2019: A Year in Fashion Revolution
Reflecting on the divisive election at the end of his presidency, Barack Obama told Americans,
“For every two steps forward, it often feels like we take one step back”
It’s these words we’re reminded of when we look back on both the progress and the tragedies that captured the #FashionRevolution in the year 2019. This year we held our biggest ever Fashion Revolution week, with over 500 global partnerships, 1800+ events in more than 60 countries, and more than 289 Million impressions of our #WhoMadeMyClothes hashtag.
At the beginning of the year, garment workers in Bangladesh continued to strike for a higher minimum wage, and when the Bangladesh Accord (the post-Rana Plaza building safety legislation) came under threat, we were reminded of the struggle that remains for basic human rights in the industry.
We saw more people than ever before stand up and take action, not just in the fashion industry, but in climate protests and marches around the world. From Extinction Rebellion to Fridays for Future, 2019 was the year that people stood up to governments’ inaction on climate policy. There were highs and lows. When the UK Environmental Audit Committee published their inquiry on the sustainability of the fashion industry, it appeared that we would finally see policy secure a fairer fashion industry. Yet in June, when the government rejected all 26 of the EAC’s policy recommendations, it became clear that our leaders still don’t take fashion seriously, in spite of its global economic significance and direct correlation to modern slavery.
On the transparency front, we saw unprecedented strides towards open and honest reporting. The launch of the #lowestwagechallenge, the G7 #FashionPact, the @UNclimatechange #FashionCharter were all examples of the industry waking up to the great challenge ahead. And for the first time, the top brands in our annual Fashion Transparency Index scored above 60%.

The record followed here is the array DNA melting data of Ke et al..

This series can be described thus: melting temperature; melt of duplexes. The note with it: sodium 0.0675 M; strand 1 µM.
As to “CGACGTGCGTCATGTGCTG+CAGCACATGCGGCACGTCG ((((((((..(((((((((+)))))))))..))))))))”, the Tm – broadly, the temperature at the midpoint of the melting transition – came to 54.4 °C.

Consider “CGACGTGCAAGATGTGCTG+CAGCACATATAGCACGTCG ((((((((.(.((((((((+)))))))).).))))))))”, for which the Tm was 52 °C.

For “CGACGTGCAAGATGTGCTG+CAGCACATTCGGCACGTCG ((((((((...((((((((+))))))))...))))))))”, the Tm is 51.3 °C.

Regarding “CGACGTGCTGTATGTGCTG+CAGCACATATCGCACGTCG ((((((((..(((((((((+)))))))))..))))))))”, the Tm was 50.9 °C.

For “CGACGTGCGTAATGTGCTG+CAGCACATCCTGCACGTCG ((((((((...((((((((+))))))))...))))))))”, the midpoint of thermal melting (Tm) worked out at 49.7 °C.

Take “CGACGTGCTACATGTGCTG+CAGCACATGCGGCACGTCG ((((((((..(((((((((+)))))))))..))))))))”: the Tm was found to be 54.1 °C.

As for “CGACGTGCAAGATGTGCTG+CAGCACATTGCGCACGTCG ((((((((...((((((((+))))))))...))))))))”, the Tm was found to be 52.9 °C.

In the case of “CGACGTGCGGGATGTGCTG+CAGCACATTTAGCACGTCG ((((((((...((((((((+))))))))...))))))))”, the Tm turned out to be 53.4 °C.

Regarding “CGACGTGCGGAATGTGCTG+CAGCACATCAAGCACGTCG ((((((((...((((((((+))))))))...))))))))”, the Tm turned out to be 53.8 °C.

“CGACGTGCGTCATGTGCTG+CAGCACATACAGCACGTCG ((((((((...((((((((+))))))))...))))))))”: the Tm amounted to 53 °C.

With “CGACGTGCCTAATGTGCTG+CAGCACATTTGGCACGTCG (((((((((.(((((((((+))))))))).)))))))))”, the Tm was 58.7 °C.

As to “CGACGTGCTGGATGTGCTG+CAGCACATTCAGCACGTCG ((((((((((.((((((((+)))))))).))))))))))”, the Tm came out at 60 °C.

Yet we still have a long way to go. According to the 2018 ‘Pulse of the Fashion Industry’ report from @GlobalFashionAgenda, one third of all fashion brands have yet to take any action on sustainability. This fundamental lack of accountability and dignity for workers came sweepingly into view when at the beginning of December, 43 garment workers died in yet another industry tragedy.
Nearly 7 years on from the Rana Plaza collapse, too many in the fashion industry still lack basic human rights like safe working conditions, fundamental freedoms, and fair pay. That’s why in 2020, we’re asking you to join us, not just in educating ourselves about the fashion industry, but in making meaningful, revolutionary change. In a moment so desperately in need of activism, making change can at times feel overwhelming. But we believe that we need to pick our issues, educate ourselves, and then get the people around us to join in.
Use your platform to message a big brand, and tell them that they need to commit to producing less, not just improving the sustainability of their goods. Follow up on email and ask your friends to join you. Get offline, and into your community. If you work in fashion, round up your coworkers and start an action group. Organise a clothes swap. Make something.
“I raise my voice not so that I can shout, but so that those without a voice can be heard,”
says Malala Yousafzai. In 2020, join us in #366DaysofRevolution because we don’t have all the answers, but we need everybody on board to drive the change.